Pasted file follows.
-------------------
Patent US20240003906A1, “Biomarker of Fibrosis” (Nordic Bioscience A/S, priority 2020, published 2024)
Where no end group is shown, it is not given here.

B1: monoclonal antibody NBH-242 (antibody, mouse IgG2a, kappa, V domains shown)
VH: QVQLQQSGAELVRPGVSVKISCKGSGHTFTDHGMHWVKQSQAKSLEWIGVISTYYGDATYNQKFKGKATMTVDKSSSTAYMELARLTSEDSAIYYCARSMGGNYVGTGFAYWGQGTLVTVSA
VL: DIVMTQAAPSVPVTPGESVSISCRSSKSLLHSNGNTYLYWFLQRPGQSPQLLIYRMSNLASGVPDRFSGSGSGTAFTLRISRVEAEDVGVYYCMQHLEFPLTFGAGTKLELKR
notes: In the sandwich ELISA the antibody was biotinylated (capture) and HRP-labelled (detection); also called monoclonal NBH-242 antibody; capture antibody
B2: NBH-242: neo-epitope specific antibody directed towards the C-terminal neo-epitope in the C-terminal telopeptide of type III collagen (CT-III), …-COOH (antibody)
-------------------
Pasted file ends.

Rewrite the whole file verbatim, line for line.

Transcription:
Patent US20240003906A1, “Biomarker of Fibrosis” (Nordic Bioscience A/S, priority 2020, published 2024)
Where no end group is shown, it is not given here.

B1: monoclonal antibody NBH-242 (antibody, mouse IgG2a, kappa, V domains shown)
VH: QVQLQQSGAELVRPGVSVKISCKGSGHTFTDHGMHWVKQSQAKSLEWIGVISTYYGDATYNQKFKGKATMTVDKSSSTAYMELARLTSEDSAIYYCARSMGGNYVGTGFAYWGQGTLVTVSA
VL: DIVMTQAAPSVPVTPGESVSISCRSSKSLLHSNGNTYLYWFLQRPGQSPQLLIYRMSNLASGVPDRFSGSGSGTAFTLRISRVEAEDVGVYYCMQHLEFPLTFGAGTKLELKR
notes: In the sandwich ELISA the antibody was biotinylated (capture) and HRP-labelled (detection); also called monoclonal NBH-242 antibody; capture antibody
B2: NBH-242: neo-epitope specific antibody directed towards the C-terminal neo-epitope in the C-terminal telopeptide of type III collagen (CT-III), …-COOH (antibody)